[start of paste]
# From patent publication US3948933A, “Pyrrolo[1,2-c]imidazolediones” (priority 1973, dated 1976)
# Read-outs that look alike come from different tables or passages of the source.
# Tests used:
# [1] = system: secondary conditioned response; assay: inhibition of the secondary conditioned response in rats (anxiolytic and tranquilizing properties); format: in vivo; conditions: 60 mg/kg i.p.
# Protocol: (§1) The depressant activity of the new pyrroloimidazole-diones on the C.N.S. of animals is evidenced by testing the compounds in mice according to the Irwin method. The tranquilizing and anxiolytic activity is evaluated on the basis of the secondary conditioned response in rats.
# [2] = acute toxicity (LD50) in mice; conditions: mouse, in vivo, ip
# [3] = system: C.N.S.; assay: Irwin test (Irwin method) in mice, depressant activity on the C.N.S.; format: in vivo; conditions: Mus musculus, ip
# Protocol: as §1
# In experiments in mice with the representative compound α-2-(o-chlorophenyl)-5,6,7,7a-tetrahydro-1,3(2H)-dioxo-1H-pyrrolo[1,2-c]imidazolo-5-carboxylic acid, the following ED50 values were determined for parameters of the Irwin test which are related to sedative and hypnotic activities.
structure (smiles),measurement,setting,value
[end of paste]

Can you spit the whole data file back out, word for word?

# From patent publication US3948933A, “Pyrrolo[1,2-c]imidazolediones” (priority 1973, dated 1976)
# Read-outs that look alike come from different tables or passages of the source.
# Tests used:
# [1] = system: secondary conditioned response; assay: inhibition of the secondary conditioned response in rats (anxiolytic and tranquilizing properties); format: in vivo; conditions: 60 mg/kg i.p.
# Protocol: (§1) The depressant activity of the new pyrroloimidazole-diones on the C.N.S. of animals is evidenced by testing the compounds in mice according to the Irwin method. The tranquilizing and anxiolytic activity is evaluated on the basis of the secondary conditioned response in rats.
# [2] = acute toxicity (LD50) in mice; conditions: mouse, in vivo, ip
# [3] = system: C.N.S.; assay: Irwin test (Irwin method) in mice, depressant activity on the C.N.S.; format: in vivo; conditions: Mus musculus, ip
# Protocol: as §1
# In experiments in mice with the representative compound α-2-(o-chlorophenyl)-5,6,7,7a-tetrahydro-1,3(2H)-dioxo-1H-pyrrolo[1,2-c]imidazolo-5-carboxylic acid, the following ED50 values were determined for parameters of the Irwin test which are related to sedative and hypnotic activities.
structure (smiles),measurement,setting,value